smoothing out 16th notes

Discussion in 'Technique [BG]' started by somethingshort, Oct 13, 2003.

  1. somethingshort


    Aug 22, 2003
    Howdy ho, just had a question about fingerstyle technique. Ive been playing bass for like 3-4 months now and I can't quite get a smoothing sounding series of 16th notes. It only happens to me really when I'm playing on a single string, rather than multiple switches..dunno why. The sound that I get isn't really bad sounding but it doesnt sound fluid, it sounds like a really syncopated line instead of being smoother. I was thinking I may be digging in to much or playing to hard, but what constitutes hard? Right now I place my thumb on a pickup and then use the area in between my fingertip and finger flat to sound the strings. Should I try using more finger flat for a smoother sound? Ive played guitar for 6 years now so my left hand is doing great, just need some tips on how to get my right hand in gear with bass.
  2. SuperDuck


    Sep 26, 2000
    16th and faster (!) notes come smoothly with practice, practice, and more practice. Are you playing with a metronome? A good way to get your notes sounding smoother is to set your metronome WAY slow, maybe 50 bpm, and play a series of 16th notes. Then, bump up the tempo, and repeat until you are going faster. Then, you guessed it, slow down your metronome and start all over. Smooth sixteenth notes are all timing.
  3. Wrong Robot

    Wrong Robot Guest

    Apr 8, 2002
    Yeah, if you can't do it slowly, what makes you think you will be able to do it quickly?


    you gotta just practice, going slowly, with a metronome focusing on evenness and clarity, work through scales, songs, whatever with 16th notes.

    They key is to do it slowly though, and master that first, then speeding up will be easy.
  4. stephanie


    Nov 14, 2000
    Scranton, PA
    I have the same problem with 16th notes. Drives me nuts.

    I've been working on an exercise from an old issue of Bass Player (May 2000 - pg. 24 - "Tom Kennedy On Adding Control To Your Technique"). Ex. 3 shows 2 measures of 16th notes and 16th note rests:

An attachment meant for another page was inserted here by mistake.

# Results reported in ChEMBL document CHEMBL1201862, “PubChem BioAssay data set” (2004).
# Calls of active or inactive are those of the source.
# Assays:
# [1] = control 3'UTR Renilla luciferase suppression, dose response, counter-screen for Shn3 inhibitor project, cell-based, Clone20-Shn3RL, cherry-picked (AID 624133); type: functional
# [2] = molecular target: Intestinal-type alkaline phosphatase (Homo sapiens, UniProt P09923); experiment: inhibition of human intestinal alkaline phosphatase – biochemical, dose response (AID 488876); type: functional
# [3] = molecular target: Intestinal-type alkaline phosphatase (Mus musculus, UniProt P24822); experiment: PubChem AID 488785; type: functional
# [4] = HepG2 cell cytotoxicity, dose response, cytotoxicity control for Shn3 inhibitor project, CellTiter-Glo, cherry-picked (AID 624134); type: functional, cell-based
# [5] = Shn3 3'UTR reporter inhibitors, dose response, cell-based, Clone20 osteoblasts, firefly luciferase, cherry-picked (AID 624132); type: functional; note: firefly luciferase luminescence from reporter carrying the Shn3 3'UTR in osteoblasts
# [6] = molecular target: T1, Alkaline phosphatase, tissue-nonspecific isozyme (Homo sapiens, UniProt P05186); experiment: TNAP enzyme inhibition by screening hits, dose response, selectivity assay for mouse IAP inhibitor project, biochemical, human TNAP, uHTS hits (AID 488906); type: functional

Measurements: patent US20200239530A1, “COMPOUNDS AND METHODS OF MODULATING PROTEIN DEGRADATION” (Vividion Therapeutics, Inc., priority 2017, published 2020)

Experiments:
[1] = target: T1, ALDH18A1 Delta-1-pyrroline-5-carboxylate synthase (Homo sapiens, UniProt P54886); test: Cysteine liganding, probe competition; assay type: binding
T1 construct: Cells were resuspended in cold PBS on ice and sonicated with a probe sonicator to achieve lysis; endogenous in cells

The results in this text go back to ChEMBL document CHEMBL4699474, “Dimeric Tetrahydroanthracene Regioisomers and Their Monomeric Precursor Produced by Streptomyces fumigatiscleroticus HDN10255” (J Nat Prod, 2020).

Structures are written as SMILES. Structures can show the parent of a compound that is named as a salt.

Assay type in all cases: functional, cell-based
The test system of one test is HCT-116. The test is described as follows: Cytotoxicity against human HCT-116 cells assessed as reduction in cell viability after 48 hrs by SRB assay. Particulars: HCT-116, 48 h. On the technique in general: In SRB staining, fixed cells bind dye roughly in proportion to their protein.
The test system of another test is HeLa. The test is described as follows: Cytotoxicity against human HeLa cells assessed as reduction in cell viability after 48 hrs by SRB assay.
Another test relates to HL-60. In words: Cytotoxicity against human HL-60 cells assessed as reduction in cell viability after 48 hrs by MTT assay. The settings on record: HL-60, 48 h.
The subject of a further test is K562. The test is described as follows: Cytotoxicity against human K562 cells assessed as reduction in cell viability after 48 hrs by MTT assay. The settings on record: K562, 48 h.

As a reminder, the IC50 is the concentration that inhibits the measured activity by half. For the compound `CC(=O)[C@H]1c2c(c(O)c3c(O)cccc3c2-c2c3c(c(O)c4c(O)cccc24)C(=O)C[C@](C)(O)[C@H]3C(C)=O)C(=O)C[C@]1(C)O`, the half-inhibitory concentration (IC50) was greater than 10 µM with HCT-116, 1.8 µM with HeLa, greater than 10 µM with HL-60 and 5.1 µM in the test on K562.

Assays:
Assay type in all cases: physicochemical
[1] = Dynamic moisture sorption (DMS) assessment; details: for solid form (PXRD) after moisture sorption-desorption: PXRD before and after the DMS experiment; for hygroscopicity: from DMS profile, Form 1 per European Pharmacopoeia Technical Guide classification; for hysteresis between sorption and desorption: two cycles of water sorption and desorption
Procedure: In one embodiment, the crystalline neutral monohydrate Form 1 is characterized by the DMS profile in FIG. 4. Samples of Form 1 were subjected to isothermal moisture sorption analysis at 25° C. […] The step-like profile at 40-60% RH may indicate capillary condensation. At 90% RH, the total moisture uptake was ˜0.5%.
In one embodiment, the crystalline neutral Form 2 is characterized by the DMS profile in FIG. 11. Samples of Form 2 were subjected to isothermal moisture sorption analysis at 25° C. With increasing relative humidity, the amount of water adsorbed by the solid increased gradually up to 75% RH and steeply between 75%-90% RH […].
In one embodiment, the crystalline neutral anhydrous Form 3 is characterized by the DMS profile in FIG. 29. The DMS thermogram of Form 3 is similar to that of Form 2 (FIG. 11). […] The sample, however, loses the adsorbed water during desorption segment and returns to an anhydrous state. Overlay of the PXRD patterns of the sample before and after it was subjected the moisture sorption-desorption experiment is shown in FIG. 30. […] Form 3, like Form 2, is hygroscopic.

R = rest
    C and A = notes to play

    1st measure: CRCR CRCR ARAR ARAR
    2nd measure: RARA RARA RCRC RCRC

    I started as low as my metronome could go (40 bpm) and focused on the steps that were listed:

    Step 1 - The attack. (this applied to ex 1 which was 2 measures of quarter notes and basically talked about getting the click of the metronome to disappear underneath. Play with the metronome, don't follow it, as he stated.)

    Step 2 - Breaking down subdivisions. Here's where the 16th notes were brought into play. He stated: "mentally break down the...16th notes into individual increments and internalize them."

    Step 3 - Note durations. This talked about holding a note until you get to the next one. Release the note "just before you reach the next note or rest."

    Step 4 - Dynamics. This focuses on incorporating dynamics into the exercise, like increasing the volume slightly with each note.

    I work on this exercise a little every day. I'm stuck at 65 bpm right now (don't laugh! :D) with the 16th notes LOL. I get all messed up on the second measure.

    Here's another exercise from an old Bass Player:

    Hope this helps. :)
  5. Just to add a little exercise that is good for adding depth to your playing- try adding accents to groups of sixteenths.

    For instance, say your playing a measure of sixteenths in 4/4
    - play your first group of sixteenths with an accent of the first.
    - Second group accent on the second of the four 16ths... so on till four.

    Accents can help smooth out really make your playing sound steller, but in the bass and guitar world they tend to get left out.

    Usually though, for smoother 16ths an accent on the first will help identify the beat and define your phrase.
  6. Howard K

    Howard K

    Feb 14, 2002
    This doesnt *sound* that tough... but I have this little feeling I'll get home tonight and it'll drive me nuts within minutes! :D

    One thing I've never been able to get my fingers around is single 16th note triplets - there was an exerise is bassplyer one month by ed friedland on hip-hop lines and it incorporated a few different grooves made up of single 16th triplets... i know if i heard the groove i could play it... but getting my head round it from notation is a killer!